Retail and CPG poised to exploit ‘age of blockchain’A new Deloitte report ‘New tech on the block: Planning for blockchain in the Retail and Consumer Packaged Goods industries (no registration required) identifies areas with the biggest immediate opportunity for retail and CPG businesses looking to invest in blockchain technology.

In the view of the authors ‘The retail and consumer packaged goods (CPG) industry is well placed to take advantage of blockchain opportunities which could revolutionise their operations and processes’.

Deloitte categorises numerous business applications for blockchain in the retail and CPG sectors by their impact on the consumer, the supply chain and payments and contracts. They conclude that business leaders need to be strategic in choosing which parts of the businesses could benefit most from investment in blockchain.

Steve Larke
Steve Larke

Steve Larke, technology consulting partner at Deloitte, comments: “Retailers and consumer businesses are constantly being told that blockchain is the next big thing. However, it is crucial for decision makers to understand which areas of the value chain will benefit most from the new technology, and how easy it is to implement.

“It is technology that has the ability to track, trace, and authenticate products, record contracts and transactions and guarantee the movement of information. Significantly, the benefits can then be passed on to the consumer in the form of savings, increased trust, and safer, higher-quality products. As we enter the ‘age of blockchain’, the retail and CPG sectors are particularly well placed to capitalise on this technology and revolutionise the way many processes are conducted. Businesses that do not consider how blockchain could help are at risk of falling behind competitors.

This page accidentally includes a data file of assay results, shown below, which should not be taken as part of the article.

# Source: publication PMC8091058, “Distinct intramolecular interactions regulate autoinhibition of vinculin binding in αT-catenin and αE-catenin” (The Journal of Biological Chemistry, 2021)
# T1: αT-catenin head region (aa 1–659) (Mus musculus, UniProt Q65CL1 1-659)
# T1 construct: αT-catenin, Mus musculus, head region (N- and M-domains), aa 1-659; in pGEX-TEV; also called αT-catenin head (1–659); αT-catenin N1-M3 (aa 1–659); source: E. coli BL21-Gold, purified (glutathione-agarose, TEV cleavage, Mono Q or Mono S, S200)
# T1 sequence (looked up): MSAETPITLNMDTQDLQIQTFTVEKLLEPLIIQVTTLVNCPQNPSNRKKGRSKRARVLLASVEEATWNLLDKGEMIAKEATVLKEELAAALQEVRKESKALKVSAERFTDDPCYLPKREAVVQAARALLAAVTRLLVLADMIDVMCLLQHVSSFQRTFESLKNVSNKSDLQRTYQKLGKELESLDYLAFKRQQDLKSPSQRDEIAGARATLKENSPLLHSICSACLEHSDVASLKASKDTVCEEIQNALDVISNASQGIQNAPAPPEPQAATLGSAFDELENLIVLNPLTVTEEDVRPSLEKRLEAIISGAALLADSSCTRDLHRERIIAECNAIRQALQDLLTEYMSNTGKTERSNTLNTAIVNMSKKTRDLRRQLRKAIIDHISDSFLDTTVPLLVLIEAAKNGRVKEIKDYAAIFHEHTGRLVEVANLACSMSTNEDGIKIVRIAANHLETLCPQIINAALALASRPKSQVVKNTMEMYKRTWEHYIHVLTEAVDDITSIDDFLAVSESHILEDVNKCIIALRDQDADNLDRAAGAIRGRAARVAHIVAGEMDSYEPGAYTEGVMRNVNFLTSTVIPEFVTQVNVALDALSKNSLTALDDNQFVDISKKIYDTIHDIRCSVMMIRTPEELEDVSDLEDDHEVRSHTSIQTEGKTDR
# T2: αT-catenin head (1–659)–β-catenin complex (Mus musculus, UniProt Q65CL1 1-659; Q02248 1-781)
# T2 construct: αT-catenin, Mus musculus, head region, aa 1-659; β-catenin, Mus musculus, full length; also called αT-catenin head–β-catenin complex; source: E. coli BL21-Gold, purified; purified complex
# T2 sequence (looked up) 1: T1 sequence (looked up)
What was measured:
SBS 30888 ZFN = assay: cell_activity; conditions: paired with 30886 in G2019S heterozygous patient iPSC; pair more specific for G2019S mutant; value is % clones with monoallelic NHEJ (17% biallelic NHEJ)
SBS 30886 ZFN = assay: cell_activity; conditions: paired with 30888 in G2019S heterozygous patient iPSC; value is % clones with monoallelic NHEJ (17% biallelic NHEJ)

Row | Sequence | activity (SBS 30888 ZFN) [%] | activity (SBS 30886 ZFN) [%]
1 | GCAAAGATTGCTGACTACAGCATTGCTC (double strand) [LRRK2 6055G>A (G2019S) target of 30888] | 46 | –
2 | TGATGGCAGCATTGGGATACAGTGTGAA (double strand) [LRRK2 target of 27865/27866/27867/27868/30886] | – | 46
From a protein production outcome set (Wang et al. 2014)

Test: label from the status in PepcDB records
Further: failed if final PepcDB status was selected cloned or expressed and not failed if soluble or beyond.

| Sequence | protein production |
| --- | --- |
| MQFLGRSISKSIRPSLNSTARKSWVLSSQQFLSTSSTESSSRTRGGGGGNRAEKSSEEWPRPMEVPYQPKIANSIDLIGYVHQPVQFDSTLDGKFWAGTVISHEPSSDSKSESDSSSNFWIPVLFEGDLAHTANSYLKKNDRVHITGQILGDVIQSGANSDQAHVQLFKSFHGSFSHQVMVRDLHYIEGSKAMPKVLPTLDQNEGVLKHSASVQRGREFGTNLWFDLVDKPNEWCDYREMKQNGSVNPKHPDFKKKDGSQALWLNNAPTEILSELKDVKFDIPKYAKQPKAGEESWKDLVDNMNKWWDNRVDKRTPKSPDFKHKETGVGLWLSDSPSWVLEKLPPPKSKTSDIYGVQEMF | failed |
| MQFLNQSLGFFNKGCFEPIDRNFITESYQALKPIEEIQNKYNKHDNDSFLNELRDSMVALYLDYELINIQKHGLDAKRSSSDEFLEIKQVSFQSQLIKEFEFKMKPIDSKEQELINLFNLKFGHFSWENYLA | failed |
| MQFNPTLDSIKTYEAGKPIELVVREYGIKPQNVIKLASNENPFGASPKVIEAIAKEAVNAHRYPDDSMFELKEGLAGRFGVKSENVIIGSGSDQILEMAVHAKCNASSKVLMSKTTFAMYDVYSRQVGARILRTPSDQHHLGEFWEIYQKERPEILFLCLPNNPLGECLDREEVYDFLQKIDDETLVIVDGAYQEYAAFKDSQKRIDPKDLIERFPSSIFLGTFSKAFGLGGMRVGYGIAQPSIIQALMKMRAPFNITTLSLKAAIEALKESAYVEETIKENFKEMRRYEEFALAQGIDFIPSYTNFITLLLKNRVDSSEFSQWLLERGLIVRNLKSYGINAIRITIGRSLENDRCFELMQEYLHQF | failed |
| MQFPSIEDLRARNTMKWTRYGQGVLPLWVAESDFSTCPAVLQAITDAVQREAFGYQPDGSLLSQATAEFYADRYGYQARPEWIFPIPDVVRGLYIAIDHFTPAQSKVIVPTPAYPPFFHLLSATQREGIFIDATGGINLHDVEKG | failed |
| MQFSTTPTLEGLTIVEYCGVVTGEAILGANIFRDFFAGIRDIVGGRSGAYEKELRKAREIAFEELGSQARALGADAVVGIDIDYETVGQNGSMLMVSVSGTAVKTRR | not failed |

The retail and CPG report

Blockchain is a digital, decentralised, distributed ledger which provides a way for information to be recorded, shared and maintained by a community (whether private and public). The report identifies where blockchain could have the greatest impact within the retail and CPG industry.

The analysis examines 16 blockchain use-case groups developed from an initial analysis of over 50 use cases. These were shortlisted and combined to cover the breadth of the retail and CPG markets and potential blockchain applications. Deloitte then measured both the potential impact of the blockchain use-case group and the complexity of implementing it in a business.

The complexity criteria applied evaluated:

  • the level of business change required
  • unique participants and active participants (volume)
  • the number of services
  • whether the use-case had been tested before.

“Out of the blocks, not a stumbling block”

The ability of blockchain to track, trace, and authenticate products, record contracts, guarantee the movement of information and record transactions means enterprises could use the technology across the entire value chain. The benefits would pass to consumers in the form of:

  • savings
  • increased trust and transparency
  • safer and higher quality products.

The report identifies various blockchain use cases and ranks these cases. A ‘know your supplier’ solution which would allow businesses to store information about their suppliers and seamlessly execute payments and contracts at the point of fulfilment, is the number one opportunity for businesses (in the view of Deloitte).